To exterminate all those residents of Aleppo with just conventional weapons will take al-Assad a long time, possibly years. Al-Assad would like to mop up the entire population a lot more quickly than that.

There have been news reports that al-Assad has been smiling and happy since Saturday’s coalition airstrikes, because even though a few buildings were demolished, the airstrikes actually gave al-Assad the green light he needs to proceed with ethnic cleansing and genocide in Idlib:

  • Saturday’s attack was little more than a slap on the wrist for al-Assad. He undoubtedly has other labs that can produce chemical weapons, and he undoubtedly has other stocks of chemical weapons elsewhere.
  • The West has only condemned chemical weapons use by al-Assad, meaning that any other form of mass slaughter is perfectly acceptable.
  • In fact, al-Assad has conducted numerous chlorine attacks. The one on April 7 has been called out only because of the horrific videos. So al-Assad can even conduct further chemical weapons attacks, provided that he does something to prevent any viral videos.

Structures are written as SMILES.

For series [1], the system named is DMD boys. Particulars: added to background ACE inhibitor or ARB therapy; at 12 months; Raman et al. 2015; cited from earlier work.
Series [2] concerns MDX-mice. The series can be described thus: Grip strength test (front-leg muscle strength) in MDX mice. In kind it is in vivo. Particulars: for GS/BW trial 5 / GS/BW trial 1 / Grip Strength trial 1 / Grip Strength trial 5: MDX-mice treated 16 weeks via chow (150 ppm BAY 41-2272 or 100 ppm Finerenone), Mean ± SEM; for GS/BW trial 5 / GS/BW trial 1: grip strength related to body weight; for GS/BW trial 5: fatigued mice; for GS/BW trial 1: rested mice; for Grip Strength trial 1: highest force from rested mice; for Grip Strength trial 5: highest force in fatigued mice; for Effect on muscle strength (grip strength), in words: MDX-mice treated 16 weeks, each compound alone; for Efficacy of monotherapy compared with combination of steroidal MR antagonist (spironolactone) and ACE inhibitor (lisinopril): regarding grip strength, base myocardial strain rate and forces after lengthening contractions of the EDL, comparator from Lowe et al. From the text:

• Furthermore, if al-Assad uses chlorine gas again, it is likely that the international opposition to another strike on al-Assad’s assets will make it impossible.

So Bashar al-Assad has plenty of reason to be smiling and happy now. He will undoubtedly use chlorine gas to force women and children out into the open where his missiles can kill masses of them simultaneously. Basically, there is nothing stopping him from committing any war crimes or ethnic cleansing or genocide in Idlib. France Diplomatie and Reuters and AFP and Syria Deeply (29-Mar)

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Syria TV says that its Shayrat airbase has been attacked by missiles

Syria’s state television says that its airbase at Shayrat in Homs province and Dumair military airport near Damascus have been attacked by missiles. Syria says that all missiles were shot down without reaching their targets.

Shayrat airbase was the target of the U.S. missile strikes launched by the U.S. a year ago in response to Sarin gas attacks by Syria’s president Bashar al-Assad on April 4, 2017.

However, in this case, the U.S. says that there was no U.S. military activity in the area at that time.

This situation is similar to the one that occurred on Monday of last week, when Syria’s T4 airbase was attacked by missiles, but not by American missiles. It turned out that the missile attack came from Israel. Reuters and Middle East Eye

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KEYS: Generational Dynamics, Syria, Bashar al-Assad, Russia, Sergei Lavrov, Douma, White Helmets, Britain, Steven Sachur, John Kerry, Organization for the Prohibition of Chemical Weapons, OPCW, Idlib, Aleppo, Ghouta, chlorine, Shayrat airbase, Dumair military airport